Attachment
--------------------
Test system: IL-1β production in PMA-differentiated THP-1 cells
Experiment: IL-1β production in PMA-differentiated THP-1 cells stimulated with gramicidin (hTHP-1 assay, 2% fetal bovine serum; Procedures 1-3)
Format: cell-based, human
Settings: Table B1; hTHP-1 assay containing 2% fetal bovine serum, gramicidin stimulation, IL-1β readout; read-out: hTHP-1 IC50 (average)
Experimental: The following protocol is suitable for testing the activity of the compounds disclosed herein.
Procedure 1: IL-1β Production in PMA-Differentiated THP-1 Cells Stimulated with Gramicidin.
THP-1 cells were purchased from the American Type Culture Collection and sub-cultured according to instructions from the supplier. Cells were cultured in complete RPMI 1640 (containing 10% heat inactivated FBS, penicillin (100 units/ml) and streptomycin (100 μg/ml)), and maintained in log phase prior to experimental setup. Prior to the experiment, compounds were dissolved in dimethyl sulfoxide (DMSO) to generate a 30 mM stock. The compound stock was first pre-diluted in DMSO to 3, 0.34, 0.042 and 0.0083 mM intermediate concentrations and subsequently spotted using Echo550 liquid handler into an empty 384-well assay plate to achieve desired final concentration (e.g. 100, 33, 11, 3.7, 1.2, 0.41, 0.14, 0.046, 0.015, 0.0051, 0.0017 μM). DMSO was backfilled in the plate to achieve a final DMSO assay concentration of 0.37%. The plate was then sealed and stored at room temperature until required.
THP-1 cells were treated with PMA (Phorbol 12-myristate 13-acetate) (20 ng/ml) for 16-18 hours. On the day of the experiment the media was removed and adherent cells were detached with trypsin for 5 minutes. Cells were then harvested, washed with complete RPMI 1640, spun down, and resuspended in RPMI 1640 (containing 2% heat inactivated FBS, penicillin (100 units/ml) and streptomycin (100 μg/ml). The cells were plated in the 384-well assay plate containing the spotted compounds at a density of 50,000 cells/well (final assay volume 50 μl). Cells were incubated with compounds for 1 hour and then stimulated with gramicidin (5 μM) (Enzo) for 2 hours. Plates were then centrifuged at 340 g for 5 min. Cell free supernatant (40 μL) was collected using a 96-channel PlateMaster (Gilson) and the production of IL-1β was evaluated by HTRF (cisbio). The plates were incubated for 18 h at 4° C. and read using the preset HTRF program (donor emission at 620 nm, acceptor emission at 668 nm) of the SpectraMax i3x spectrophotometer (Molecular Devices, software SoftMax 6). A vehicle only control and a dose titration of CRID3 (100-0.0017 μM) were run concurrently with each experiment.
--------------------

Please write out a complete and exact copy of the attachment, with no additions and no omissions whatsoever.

Test system: IL-1β production in PMA-differentiated THP-1 cells
Experiment: IL-1β production in PMA-differentiated THP-1 cells stimulated with gramicidin (hTHP-1 assay, 2% fetal bovine serum; Procedures 1-3)
Format: cell-based, human
Settings: Table B1; hTHP-1 assay containing 2% fetal bovine serum, gramicidin stimulation, IL-1β readout; read-out: hTHP-1 IC50 (average)
Experimental: The following protocol is suitable for testing the activity of the compounds disclosed herein.
Procedure 1: IL-1β Production in PMA-Differentiated THP-1 Cells Stimulated with Gramicidin.
THP-1 cells were purchased from the American Type Culture Collection and sub-cultured according to instructions from the supplier. Cells were cultured in complete RPMI 1640 (containing 10% heat inactivated FBS, penicillin (100 units/ml) and streptomycin (100 μg/ml)), and maintained in log phase prior to experimental setup. Prior to the experiment, compounds were dissolved in dimethyl sulfoxide (DMSO) to generate a 30 mM stock. The compound stock was first pre-diluted in DMSO to 3, 0.34, 0.042 and 0.0083 mM intermediate concentrations and subsequently spotted using Echo550 liquid handler into an empty 384-well assay plate to achieve desired final concentration (e.g. 100, 33, 11, 3.7, 1.2, 0.41, 0.14, 0.046, 0.015, 0.0051, 0.0017 μM). DMSO was backfilled in the plate to achieve a final DMSO assay concentration of 0.37%. The plate was then sealed and stored at room temperature until required.
THP-1 cells were treated with PMA (Phorbol 12-myristate 13-acetate) (20 ng/ml) for 16-18 hours. On the day of the experiment the media was removed and adherent cells were detached with trypsin for 5 minutes. Cells were then harvested, washed with complete RPMI 1640, spun down, and resuspended in RPMI 1640 (containing 2% heat inactivated FBS, penicillin (100 units/ml) and streptomycin (100 μg/ml). The cells were plated in the 384-well assay plate containing the spotted compounds at a density of 50,000 cells/well (final assay volume 50 μl). Cells were incubated with compounds for 1 hour and then stimulated with gramicidin (5 μM) (Enzo) for 2 hours. Plates were then centrifuged at 340 g for 5 min. Cell free supernatant (40 μL) was collected using a 96-channel PlateMaster (Gilson) and the production of IL-1β was evaluated by HTRF (cisbio). The plates were incubated for 18 h at 4° C. and read using the preset HTRF program (donor emission at 620 nm, acceptor emission at 668 nm) of the SpectraMax i3x spectrophotometer (Molecular Devices, software SoftMax 6). A vehicle only control and a dose titration of CRID3 (100-0.0017 μM) were run concurrently with each experiment.